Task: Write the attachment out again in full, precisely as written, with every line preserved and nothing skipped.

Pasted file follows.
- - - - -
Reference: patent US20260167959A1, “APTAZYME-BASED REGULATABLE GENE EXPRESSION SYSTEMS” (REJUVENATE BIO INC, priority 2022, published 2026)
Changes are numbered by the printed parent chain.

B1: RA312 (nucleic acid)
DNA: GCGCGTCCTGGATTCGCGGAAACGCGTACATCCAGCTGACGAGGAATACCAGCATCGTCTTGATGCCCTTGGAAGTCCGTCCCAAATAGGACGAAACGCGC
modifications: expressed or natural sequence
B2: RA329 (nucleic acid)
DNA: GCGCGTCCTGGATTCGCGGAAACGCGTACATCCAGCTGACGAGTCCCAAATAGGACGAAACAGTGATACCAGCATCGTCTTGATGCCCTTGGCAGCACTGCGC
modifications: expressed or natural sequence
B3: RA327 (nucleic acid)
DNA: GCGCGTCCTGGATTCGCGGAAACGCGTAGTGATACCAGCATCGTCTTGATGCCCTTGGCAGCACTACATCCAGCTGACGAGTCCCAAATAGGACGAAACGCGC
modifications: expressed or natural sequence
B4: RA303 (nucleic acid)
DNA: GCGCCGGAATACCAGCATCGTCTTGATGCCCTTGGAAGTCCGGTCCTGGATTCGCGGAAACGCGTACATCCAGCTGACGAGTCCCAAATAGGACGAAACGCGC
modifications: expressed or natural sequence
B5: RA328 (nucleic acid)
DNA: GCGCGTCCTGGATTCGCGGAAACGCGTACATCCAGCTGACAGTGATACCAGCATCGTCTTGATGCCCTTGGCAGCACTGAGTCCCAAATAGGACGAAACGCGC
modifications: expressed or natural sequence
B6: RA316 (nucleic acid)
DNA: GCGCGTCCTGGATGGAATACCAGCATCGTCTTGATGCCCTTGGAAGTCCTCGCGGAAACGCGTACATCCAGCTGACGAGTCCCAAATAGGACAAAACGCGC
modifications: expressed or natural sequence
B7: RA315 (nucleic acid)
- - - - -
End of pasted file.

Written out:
Reference: patent US20260167959A1, “APTAZYME-BASED REGULATABLE GENE EXPRESSION SYSTEMS” (REJUVENATE BIO INC, priority 2022, published 2026)
Changes are numbered by the printed parent chain.

B1: RA312 (nucleic acid)
DNA: GCGCGTCCTGGATTCGCGGAAACGCGTACATCCAGCTGACGAGGAATACCAGCATCGTCTTGATGCCCTTGGAAGTCCGTCCCAAATAGGACGAAACGCGC
modifications: expressed or natural sequence
B2: RA329 (nucleic acid)
DNA: GCGCGTCCTGGATTCGCGGAAACGCGTACATCCAGCTGACGAGTCCCAAATAGGACGAAACAGTGATACCAGCATCGTCTTGATGCCCTTGGCAGCACTGCGC
modifications: expressed or natural sequence
B3: RA327 (nucleic acid)
DNA: GCGCGTCCTGGATTCGCGGAAACGCGTAGTGATACCAGCATCGTCTTGATGCCCTTGGCAGCACTACATCCAGCTGACGAGTCCCAAATAGGACGAAACGCGC
modifications: expressed or natural sequence
B4: RA303 (nucleic acid)
DNA: GCGCCGGAATACCAGCATCGTCTTGATGCCCTTGGAAGTCCGGTCCTGGATTCGCGGAAACGCGTACATCCAGCTGACGAGTCCCAAATAGGACGAAACGCGC
modifications: expressed or natural sequence
B5: RA328 (nucleic acid)
DNA: GCGCGTCCTGGATTCGCGGAAACGCGTACATCCAGCTGACAGTGATACCAGCATCGTCTTGATGCCCTTGGCAGCACTGAGTCCCAAATAGGACGAAACGCGC
modifications: expressed or natural sequence
B6: RA316 (nucleic acid)
DNA: GCGCGTCCTGGATGGAATACCAGCATCGTCTTGATGCCCTTGGAAGTCCTCGCGGAAACGCGTACATCCAGCTGACGAGTCCCAAATAGGACAAAACGCGC
modifications: expressed or natural sequence
B7: RA315 (nucleic acid)